The effects of recessions on family formation

Fertility and marriage rates are pro-cyclical in many countries, but the longer-term consequences are inconclusive

Yokohama National University, Japan, and IZA, Germany

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Low fertility rates are a cause of social concern in many developed countries, with growing youth unemployment often being considered a primary cause. However, economic theory is not conclusive about whether deterioration in youth employment prospects actually discourages family formation or for how long the effect might persist. In addition, recessions can affect the divorce rate. Therefore, understanding the relationship between labor market conditions and family formation can provide important insights into the type of policies that would be most effective in promoting fertility.

Unemployment rate and total fertility
                        rate, 1993–2013

Key findings


Recessions have an effect on family formation, but it is important to distinguish the short-term effects on contemporaneous marriage and fertility rates, and the long-term effects for cohorts exposed to a recession in youth.

Fertility tends to be pro-cyclical in many developed countries, at least in the short term, thus decreasing during economic downturns.

Younger women’s fertility and the number of first births are more responsive to labor market conditions than the fertility of older women and the number of second, or higher-order, births.

Better labor market conditions for young men increase marriages and number of children in the long term.


It is theoretically ambiguous how business cycle conditions affect family formation, because the effects from less income during a recession versus less opportunity costs from raising children can move in different directions.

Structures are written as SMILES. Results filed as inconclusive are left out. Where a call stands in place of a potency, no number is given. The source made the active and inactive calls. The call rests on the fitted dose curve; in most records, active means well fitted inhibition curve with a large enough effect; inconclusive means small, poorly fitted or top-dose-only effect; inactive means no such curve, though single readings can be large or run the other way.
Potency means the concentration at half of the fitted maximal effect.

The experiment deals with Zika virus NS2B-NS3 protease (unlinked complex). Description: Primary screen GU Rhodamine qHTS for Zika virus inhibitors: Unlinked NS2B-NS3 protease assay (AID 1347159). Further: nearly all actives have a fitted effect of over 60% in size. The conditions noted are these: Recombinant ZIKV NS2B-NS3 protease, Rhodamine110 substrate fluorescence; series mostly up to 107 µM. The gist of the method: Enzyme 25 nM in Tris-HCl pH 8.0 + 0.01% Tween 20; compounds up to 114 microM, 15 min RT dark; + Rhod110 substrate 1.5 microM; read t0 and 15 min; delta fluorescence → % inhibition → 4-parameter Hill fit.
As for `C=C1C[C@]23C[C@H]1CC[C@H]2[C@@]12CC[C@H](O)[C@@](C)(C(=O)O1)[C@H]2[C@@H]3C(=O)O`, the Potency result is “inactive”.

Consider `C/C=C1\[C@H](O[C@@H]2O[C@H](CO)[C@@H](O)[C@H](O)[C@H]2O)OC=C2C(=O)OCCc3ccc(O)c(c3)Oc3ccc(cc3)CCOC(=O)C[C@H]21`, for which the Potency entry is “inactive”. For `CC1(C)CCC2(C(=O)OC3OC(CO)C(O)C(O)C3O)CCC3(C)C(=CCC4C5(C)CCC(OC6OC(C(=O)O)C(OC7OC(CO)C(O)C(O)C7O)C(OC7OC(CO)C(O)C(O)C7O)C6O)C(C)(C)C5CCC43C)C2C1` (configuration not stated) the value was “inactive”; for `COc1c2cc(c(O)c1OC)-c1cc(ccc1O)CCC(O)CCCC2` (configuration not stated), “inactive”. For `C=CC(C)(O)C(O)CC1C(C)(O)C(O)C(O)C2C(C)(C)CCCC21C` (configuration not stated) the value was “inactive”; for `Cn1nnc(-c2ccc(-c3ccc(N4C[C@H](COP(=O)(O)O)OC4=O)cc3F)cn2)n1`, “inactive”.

The sensitivity of the fertility rate to the prevailing business cycle conditions differ across countries and demographic groups.

There is no consensus on the effects of recessions on divorce rates.

The long-term effect of a recession experienced by young women is inconclusive, and depends on family and labor market policies.

Author's main message

Although fertility and marriage rates tend to move in the same direction as the prevailing economic trends, their sensitivity to business cycles differ across countries and demographic groups. Fertility can even increase in recessions if the positive effect of the foregone (lower) wages for women is greater than the negative effective of having less household income. Government intervention can affect the extent to which labor market conditions matter. Family-friendly policies, such as improving childcare provision and family subsidies, can weaken the impact of labor market conditions and have positive effects on family formation.

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